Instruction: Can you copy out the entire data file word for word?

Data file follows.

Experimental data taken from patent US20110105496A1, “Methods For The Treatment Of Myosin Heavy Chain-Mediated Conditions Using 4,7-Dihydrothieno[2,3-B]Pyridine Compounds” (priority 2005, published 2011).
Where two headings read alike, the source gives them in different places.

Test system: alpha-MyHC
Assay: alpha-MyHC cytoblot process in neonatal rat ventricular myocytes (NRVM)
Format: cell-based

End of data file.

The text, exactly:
Experimental data taken from patent US20110105496A1, “Methods For The Treatment Of Myosin Heavy Chain-Mediated Conditions Using 4,7-Dihydrothieno[2,3-B]Pyridine Compounds” (priority 2005, published 2011).
Where two headings read alike, the source gives them in different places.

Test system: alpha-MyHC
Assay: alpha-MyHC cytoblot process in neonatal rat ventricular myocytes (NRVM)
Format: cell-based